The tactical change that balanced Tottenham Hotspur in win over Sheffield

The introduction of Gareth Bale, Dele Alli, and Giovani Lo Celso into the team were the obvious personnel changes made for Tottenham against Sheffield United. However, it is a minor change to the tactics in the back of the midfield that made much of the success in possession possible. And while the attack is rightly receiving plaudits, it was a small change in possession that really balanced Tottenham in the win over Sheffield United.

Creating the right balance for Tottenham

There are many midfielders who are simply fantastic distributors of the football, unfortunately, or not, those kind of players are not really at Tottenham in the midfield. Yes, Harry Winks is an above-average distributor but he is no Luka Modric pulling strings from deep.

And despite all of the tremendous characteristics he brings to the team, passing is not Pierre Højbjerg’s strength is in his ability to recover the ball and break-up play, not pushing the ball via the pass. As Tottenham has struggled to create good possession this season and get wing play something had to give.

While we have suggested for a long time to drop Højbjerg between the two center halves, his lack of passing range limits that for the Spurs. Instead, Højbjerg often found himself as the left center-half in possession in a back three with Eric Dier between the Dane and Toby Alderweireld. Dier is not the best passer in the team but his range is better than Højbjerg.

Moving Højbjerg created space and positioning

More importantly, by dropping Højbjerg out of the midfield there was more room for Giovani Lo Celso to come deep and gain possession as well as other attackers. With Højbjerg serving as a back in possession Lo Celso had the run of the field up-and-down as well as side-to-side. Lo Celso did an excellent job of picking up possession and forming passing triangles with Toby and Serge Aurier on the right as well as Højbjerg and Sergio Reguilon on the left.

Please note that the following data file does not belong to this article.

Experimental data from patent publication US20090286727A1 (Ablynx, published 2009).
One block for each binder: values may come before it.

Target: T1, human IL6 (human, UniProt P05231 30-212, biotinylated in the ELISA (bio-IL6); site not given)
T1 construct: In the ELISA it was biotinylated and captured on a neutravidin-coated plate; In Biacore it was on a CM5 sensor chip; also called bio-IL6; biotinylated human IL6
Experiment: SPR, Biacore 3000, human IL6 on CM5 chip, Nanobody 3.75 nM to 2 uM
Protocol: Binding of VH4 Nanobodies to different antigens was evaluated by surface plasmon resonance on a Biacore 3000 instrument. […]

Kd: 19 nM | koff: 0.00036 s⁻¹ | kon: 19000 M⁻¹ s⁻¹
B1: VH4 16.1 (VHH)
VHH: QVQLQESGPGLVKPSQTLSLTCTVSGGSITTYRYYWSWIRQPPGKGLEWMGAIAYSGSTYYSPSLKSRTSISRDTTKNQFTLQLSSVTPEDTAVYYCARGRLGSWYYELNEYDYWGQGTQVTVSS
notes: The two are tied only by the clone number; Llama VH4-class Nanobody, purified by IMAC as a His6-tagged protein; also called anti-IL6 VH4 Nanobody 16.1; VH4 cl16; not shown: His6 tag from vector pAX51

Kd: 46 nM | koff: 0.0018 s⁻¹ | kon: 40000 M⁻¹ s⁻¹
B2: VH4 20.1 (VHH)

Instead of two backs rather wide apart having no angles, we had three backs, with multiple angles. There was the simple side pass to Dier or back pass to Lloris. Additionally, both Højbjerg and Aldereweireld could go wide to the fullbacks or look centrally to Lo Celso or Dele Alli. With more options available – and admittedly less pressure – both Dier and Alderweireld played well, as did Højbjerg.

Of course, when Tottenham lost possession, the Lilywhites went back to two holding midfielders with Lo Celso and Højbjerg but they were now also better positioned to recover the ball. Ultimately, Spurs got more out of their midfield than they have in a long time against Sheffield as Lo Celso and Dele both carried the ball on several occasions. Whether or not that can continue against better competition remains to be seen but for at least one game the Spurs took their chances and the midfield was back.